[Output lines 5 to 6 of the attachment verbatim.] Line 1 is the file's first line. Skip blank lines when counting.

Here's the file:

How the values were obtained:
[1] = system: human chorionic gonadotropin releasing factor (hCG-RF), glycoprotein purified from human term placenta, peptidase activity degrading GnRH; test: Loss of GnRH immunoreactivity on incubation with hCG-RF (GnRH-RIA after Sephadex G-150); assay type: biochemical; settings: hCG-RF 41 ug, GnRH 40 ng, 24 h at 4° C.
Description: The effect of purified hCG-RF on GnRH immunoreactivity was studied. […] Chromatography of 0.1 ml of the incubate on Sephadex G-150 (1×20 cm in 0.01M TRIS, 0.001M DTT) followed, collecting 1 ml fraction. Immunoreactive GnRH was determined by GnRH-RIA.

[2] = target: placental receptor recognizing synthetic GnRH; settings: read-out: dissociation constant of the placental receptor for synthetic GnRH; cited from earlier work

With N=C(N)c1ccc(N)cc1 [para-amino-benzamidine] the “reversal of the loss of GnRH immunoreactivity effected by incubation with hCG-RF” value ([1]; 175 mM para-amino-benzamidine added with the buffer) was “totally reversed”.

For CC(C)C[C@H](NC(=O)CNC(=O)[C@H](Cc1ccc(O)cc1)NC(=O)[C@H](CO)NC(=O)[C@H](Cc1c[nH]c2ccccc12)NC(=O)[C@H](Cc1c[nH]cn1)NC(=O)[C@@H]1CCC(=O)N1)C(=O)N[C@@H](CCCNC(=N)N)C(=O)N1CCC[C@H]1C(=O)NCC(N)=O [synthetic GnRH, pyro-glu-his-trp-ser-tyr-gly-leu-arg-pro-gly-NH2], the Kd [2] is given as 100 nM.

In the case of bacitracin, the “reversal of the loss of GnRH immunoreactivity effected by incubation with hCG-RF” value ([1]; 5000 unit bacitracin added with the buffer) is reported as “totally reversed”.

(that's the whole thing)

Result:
With N=C(N)c1ccc(N)cc1 [para-amino-benzamidine] the “reversal of the loss of GnRH immunoreactivity effected by incubation with hCG-RF” value ([1]; 175 mM para-amino-benzamidine added with the buffer) was “totally reversed”.

For CC(C)C[C@H](NC(=O)CNC(=O)[C@H](Cc1ccc(O)cc1)NC(=O)[C@H](CO)NC(=O)[C@H](Cc1c[nH]c2ccccc12)NC(=O)[C@H](Cc1c[nH]cn1)NC(=O)[C@@H]1CCC(=O)N1)C(=O)N[C@@H](CCCNC(=N)N)C(=O)N1CCC[C@H]1C(=O)NCC(N)=O [synthetic GnRH, pyro-glu-his-trp-ser-tyr-gly-leu-arg-pro-gly-NH2], the Kd [2] is given as 100 nM.